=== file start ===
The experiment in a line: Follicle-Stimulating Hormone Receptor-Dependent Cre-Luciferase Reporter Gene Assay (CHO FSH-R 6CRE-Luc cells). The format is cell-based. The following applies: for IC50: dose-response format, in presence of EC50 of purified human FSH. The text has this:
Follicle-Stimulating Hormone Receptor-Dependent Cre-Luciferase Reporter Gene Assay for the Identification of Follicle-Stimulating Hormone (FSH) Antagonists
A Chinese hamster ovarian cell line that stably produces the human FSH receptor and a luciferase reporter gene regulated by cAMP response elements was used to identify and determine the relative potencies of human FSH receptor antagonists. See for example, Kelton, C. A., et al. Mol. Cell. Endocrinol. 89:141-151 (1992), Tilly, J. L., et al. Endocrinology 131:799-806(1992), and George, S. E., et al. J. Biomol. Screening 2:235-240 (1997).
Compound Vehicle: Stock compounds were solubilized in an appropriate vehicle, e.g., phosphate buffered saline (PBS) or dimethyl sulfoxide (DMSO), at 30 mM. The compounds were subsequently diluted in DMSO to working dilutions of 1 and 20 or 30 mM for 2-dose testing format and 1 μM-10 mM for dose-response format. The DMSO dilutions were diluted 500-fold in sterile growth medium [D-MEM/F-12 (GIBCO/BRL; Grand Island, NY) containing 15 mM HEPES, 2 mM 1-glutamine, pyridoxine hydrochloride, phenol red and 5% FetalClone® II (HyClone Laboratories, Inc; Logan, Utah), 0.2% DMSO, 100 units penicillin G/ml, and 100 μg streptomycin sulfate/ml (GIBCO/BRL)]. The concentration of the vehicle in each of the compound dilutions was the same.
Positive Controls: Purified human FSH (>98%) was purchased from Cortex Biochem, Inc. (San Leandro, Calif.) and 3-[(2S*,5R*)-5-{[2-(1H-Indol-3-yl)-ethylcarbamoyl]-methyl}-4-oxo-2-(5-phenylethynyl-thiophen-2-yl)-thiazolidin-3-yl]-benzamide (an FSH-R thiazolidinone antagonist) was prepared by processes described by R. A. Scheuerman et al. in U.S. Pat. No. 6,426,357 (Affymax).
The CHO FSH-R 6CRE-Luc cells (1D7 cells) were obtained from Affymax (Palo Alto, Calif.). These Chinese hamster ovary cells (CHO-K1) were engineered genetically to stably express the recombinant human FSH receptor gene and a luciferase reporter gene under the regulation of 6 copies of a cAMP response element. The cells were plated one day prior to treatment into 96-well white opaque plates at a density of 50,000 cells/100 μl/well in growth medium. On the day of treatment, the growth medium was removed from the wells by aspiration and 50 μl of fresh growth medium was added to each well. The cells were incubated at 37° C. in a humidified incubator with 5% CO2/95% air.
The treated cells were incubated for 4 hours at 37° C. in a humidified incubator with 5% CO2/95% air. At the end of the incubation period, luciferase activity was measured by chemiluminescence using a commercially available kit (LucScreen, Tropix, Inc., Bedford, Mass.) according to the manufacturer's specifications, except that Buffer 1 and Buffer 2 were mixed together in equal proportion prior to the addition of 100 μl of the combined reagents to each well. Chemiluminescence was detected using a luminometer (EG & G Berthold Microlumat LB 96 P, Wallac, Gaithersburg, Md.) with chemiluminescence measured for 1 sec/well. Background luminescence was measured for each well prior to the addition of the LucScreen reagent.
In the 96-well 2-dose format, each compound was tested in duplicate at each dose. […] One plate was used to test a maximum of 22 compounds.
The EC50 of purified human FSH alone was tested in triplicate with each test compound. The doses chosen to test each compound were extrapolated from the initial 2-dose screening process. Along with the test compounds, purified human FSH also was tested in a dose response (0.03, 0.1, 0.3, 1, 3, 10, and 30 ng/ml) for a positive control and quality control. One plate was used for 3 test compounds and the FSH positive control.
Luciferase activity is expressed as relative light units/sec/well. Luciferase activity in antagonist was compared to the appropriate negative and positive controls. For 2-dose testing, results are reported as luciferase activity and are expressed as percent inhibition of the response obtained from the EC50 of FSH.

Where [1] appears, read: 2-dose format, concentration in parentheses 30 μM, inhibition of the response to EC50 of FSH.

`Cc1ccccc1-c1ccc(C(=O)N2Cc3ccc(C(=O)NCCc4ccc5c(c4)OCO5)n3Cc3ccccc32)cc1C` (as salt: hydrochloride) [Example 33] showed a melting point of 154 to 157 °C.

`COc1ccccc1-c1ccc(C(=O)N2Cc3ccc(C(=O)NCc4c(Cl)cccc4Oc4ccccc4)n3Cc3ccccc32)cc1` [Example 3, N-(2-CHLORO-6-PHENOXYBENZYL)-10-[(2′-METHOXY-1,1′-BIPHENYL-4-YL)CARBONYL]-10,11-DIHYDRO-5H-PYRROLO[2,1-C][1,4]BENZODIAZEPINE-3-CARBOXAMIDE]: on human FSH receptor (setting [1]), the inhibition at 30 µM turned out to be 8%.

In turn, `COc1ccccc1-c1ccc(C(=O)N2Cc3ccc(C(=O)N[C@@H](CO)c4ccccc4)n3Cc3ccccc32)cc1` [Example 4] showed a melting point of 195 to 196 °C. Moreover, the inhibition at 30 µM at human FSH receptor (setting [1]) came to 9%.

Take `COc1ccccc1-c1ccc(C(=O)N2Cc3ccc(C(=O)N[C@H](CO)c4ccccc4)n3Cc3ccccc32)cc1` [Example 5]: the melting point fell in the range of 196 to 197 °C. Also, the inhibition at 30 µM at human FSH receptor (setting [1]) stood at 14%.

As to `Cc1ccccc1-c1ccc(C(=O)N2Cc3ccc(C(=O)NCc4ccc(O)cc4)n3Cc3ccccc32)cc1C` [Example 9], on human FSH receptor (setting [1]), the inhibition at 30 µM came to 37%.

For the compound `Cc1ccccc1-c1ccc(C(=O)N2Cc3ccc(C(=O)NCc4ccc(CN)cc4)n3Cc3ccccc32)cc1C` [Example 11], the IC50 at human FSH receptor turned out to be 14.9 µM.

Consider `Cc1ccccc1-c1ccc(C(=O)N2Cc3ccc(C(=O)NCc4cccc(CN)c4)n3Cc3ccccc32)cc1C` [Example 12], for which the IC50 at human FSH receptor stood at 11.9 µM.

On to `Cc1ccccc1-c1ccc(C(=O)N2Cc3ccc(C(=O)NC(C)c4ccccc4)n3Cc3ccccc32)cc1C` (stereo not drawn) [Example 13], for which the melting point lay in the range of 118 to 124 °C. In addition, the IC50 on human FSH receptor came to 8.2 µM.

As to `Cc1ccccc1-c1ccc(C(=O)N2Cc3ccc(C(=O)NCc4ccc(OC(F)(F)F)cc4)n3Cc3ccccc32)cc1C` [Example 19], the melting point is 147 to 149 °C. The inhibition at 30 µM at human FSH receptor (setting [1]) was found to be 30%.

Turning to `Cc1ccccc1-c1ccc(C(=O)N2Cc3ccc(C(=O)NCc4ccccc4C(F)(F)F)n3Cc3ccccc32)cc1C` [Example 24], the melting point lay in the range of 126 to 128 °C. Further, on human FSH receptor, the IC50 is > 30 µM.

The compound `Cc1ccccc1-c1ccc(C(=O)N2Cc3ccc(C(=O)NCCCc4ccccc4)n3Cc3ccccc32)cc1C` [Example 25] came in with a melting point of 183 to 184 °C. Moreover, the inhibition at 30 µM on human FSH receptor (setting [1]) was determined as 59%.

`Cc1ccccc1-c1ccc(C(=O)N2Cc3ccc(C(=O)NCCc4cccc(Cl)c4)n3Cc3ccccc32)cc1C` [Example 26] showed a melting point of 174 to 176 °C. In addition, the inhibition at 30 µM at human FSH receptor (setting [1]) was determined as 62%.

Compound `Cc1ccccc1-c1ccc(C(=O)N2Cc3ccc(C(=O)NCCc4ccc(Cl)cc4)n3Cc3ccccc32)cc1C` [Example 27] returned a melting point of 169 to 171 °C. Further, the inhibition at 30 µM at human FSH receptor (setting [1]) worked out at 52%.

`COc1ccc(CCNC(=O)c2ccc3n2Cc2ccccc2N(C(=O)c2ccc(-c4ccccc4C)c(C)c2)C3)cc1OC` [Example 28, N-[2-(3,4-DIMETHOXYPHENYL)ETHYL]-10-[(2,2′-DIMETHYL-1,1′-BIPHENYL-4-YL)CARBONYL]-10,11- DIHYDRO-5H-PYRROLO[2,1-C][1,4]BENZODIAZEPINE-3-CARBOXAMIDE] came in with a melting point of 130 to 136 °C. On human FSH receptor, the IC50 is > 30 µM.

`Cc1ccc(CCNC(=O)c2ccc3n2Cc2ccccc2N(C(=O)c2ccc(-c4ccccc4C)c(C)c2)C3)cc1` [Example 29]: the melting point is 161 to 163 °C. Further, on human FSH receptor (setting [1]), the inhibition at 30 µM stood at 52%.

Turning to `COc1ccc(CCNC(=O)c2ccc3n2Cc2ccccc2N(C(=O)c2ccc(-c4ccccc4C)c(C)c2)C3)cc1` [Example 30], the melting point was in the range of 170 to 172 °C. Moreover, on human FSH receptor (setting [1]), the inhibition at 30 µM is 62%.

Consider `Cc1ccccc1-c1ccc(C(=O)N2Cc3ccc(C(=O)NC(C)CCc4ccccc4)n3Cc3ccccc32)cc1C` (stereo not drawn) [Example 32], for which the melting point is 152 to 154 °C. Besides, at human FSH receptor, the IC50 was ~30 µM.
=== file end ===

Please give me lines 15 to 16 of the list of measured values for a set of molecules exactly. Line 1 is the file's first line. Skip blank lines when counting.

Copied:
Take `COc1ccccc1-c1ccc(C(=O)N2Cc3ccc(C(=O)N[C@H](CO)c4ccccc4)n3Cc3ccccc32)cc1` [Example 5]: the melting point fell in the range of 196 to 197 °C. Also, the inhibition at 30 µM at human FSH receptor (setting [1]) stood at 14%.

As to `Cc1ccccc1-c1ccc(C(=O)N2Cc3ccc(C(=O)NCc4ccc(O)cc4)n3Cc3ccccc32)cc1C` [Example 9], on human FSH receptor (setting [1]), the inhibition at 30 µM came to 37%.